How would you deal with the deficit ?

On the 8th July, George Osborne will deliver the Summer Budget – the first Budget from a Conservative government for almost 19 years.
While the Chancellor puts his Budget together, what would you do if you held the purse-strings ? What decisions would you make on how much to tax, how much to spend, and therefore how much to borrow over the next few years ? This interactive tool allows you to act as Chancellor, set your own Budget and see the consequences of your choices.

Disclaimer: Please note that the figures generated by this simple online form may not match those in IFS analysis, since the latter uses unrounded numbers and may make more sophisticated assumptions about the profile of fiscal choices between 2015-16 and 2019-20.

The headline figures

Your first task as Chancellor is to decide how much you want to borrow in future. The advantage of lower borrowing is that the national debt will fall more quickly and future debt interest costs will be lower. But lower borrowing requires higher taxes or lower public spending. Look at the implications for public spending of different levels of future borrowing and future taxes.

What level of borrowing Borrowing is the difference between government spending and receipts, while the “current budget” is the difference between non-investment spending and receipts. The 2014 Autumn Statement forecast a surplus (i.e. negative borrowing) in 2019–20 of just over 1.0% of national income.
The Conservatives' proposed fiscal rule requires them to run a surplus. Labour’s proposed fiscal rule requires a current budget surplus (e.g. if investment is 1.2% of national income then borrowing must be less than 1.2% of national income). The Liberal Democrats’ proposed fiscal rule requires a current budget surplus after adjusting for the economic cycle.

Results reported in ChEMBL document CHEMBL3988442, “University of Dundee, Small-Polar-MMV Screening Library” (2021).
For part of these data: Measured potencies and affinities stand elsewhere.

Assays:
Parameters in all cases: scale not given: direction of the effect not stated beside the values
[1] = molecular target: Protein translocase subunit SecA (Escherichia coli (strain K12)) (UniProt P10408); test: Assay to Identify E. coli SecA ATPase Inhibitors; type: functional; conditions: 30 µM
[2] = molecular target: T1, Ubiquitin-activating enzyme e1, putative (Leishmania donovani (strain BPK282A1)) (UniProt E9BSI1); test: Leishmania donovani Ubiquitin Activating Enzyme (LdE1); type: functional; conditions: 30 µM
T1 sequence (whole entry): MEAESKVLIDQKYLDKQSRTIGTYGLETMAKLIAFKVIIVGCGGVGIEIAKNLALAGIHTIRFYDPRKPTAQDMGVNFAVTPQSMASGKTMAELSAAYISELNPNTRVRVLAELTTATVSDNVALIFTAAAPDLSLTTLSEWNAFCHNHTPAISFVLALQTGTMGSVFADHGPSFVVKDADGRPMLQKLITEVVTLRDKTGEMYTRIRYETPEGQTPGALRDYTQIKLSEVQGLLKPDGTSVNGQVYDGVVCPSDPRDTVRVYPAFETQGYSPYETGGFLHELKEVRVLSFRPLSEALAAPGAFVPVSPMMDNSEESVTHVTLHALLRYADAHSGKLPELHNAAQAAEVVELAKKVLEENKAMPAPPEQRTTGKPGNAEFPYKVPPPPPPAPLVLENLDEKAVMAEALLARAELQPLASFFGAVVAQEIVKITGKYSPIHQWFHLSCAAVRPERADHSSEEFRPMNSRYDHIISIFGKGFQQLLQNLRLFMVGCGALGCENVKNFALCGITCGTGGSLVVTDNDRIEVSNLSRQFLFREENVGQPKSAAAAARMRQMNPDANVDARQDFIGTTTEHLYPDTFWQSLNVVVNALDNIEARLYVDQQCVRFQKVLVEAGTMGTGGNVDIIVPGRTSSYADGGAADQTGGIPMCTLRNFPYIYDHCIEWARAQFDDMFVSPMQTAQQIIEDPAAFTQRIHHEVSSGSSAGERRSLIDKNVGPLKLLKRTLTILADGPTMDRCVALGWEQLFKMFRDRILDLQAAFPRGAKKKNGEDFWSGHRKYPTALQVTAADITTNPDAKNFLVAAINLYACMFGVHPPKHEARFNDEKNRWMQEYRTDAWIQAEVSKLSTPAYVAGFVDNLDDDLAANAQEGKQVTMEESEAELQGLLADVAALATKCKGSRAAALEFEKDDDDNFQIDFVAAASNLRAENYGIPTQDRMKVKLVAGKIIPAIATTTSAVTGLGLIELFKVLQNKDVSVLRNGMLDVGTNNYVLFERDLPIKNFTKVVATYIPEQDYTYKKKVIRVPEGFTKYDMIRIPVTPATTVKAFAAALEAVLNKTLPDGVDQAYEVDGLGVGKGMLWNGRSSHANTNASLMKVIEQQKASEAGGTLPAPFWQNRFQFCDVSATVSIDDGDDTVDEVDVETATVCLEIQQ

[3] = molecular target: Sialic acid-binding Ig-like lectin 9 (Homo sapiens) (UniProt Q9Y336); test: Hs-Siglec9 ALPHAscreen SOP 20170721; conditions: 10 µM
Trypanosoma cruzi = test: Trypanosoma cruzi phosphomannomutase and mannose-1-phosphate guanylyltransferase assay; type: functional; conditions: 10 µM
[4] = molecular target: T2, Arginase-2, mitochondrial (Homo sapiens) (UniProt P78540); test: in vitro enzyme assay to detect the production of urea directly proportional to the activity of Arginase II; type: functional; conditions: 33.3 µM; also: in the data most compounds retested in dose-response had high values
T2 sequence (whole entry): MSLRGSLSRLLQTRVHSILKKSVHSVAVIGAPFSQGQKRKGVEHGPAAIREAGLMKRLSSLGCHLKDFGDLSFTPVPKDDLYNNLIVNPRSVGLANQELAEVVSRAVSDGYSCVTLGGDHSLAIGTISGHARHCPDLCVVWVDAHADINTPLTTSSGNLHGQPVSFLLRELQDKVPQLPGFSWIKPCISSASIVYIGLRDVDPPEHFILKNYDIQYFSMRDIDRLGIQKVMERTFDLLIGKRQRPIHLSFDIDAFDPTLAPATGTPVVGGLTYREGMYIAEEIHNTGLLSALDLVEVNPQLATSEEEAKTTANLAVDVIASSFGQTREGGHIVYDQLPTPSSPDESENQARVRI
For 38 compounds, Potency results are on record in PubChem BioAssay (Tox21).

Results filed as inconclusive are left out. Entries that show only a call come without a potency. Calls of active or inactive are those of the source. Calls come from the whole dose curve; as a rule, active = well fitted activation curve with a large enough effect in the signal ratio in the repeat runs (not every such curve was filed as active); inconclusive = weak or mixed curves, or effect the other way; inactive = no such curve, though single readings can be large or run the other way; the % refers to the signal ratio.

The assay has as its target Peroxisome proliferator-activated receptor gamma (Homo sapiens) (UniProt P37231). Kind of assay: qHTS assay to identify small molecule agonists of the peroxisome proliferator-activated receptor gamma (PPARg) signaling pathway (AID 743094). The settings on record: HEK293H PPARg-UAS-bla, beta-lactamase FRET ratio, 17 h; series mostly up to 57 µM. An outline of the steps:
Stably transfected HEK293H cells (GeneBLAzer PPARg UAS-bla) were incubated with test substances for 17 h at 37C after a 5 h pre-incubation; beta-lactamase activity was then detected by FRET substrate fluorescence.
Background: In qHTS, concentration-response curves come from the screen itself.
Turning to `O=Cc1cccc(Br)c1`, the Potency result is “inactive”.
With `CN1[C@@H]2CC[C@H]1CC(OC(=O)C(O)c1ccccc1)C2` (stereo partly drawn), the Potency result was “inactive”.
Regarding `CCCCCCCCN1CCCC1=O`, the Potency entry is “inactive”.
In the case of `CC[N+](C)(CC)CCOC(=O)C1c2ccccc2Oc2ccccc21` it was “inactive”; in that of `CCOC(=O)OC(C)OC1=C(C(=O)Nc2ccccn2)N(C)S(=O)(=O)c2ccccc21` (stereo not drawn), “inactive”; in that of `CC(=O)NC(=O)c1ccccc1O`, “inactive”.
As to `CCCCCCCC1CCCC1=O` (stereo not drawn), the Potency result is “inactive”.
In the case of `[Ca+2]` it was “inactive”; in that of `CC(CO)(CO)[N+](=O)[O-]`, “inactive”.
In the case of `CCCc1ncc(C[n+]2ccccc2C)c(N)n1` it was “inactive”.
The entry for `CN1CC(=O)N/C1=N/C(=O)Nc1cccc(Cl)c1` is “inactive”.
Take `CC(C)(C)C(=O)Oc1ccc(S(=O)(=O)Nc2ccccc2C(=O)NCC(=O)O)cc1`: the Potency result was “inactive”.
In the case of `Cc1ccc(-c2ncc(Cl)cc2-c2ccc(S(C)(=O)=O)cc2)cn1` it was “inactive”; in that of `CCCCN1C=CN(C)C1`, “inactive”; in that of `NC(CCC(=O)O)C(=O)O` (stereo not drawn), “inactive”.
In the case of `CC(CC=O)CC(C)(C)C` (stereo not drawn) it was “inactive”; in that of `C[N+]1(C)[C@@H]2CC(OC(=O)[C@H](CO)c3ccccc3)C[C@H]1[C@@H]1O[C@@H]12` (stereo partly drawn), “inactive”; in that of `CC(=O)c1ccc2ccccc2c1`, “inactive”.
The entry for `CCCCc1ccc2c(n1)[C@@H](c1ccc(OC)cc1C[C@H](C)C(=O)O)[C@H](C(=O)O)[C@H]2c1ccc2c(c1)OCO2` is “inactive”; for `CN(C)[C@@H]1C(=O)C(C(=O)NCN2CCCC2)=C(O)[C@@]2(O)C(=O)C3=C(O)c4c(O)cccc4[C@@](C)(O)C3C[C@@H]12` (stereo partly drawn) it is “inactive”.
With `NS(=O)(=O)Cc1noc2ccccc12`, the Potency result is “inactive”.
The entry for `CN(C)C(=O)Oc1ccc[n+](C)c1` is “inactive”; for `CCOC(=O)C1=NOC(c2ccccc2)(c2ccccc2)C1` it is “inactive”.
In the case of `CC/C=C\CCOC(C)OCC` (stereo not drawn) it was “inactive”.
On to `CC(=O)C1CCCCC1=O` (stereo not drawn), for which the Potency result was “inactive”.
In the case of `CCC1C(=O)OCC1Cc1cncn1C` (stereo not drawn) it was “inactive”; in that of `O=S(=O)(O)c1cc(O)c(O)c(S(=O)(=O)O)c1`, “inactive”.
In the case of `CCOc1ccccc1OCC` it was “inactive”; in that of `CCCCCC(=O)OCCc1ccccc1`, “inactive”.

do you want to aim for in 2019-20 ?

Note: Assumes 1.4% GDP investment spending

Do you want to cut or raise taxes For more detail on the options for raising taxes see Chapter 10 of the IFS Green Budget 2015. ?

To give a sense of scale, a 1 percentage point increase in all rates of income tax would raise around £5.5 billion, while a 1 percentage point increase in the standard rate of VAT would raise around £5.2 billion.

Public spending would amount to Q% of national income, while tax revenues would amount to Y% of national income; borrowing would therefore amount to W% of national income as you planned. This compares to the coalition government plans for 2019-20 from the 2015 Budget of spending equalling 36.0% of national income, tax revenues amounting to 36.3% of national income, and borrowing therefore being -0.3% of national income.

Note: Figures for 2016-17, 2017-18 and 2018-19 assume that borrowing will be as forecast by the 2014 Budget plus 1/4, 1/2 and 3/4 (respectively) of the difference between your plans for 2019-20 and the Budget forecast for that year.

Implications for public spending

Your plans imply that total public spending would increase by X.X% in real terms between 2015–16 and 2019–20. That’s equivalent to £X billion in today’s prices.

However, only half of public spending is allocated to departments for spending on public services (a further 30% goes on social security – that is benefits, tax credits and state pensions – and 6% on debt interest spending). The latest forecast from the Office for Budget Responsibility is that non-departmental spending will increase by 6.4% between 2015–16 and 2019–20 in the absence of any policy changes.

In the absence of any changes to social security spending, your plans for borrowing and tax would imply that departmental spending would be cut by X% in real terms between 2015–16 and 2019–20 (equivalent to £Y billion in today’s prices).

To explore the implications of cutting or increasing social security spending on overall departmental spending, and to see what impact protecting some areas of spending has on other services, click here.

If you have any feedback on this budget calculator please contact us.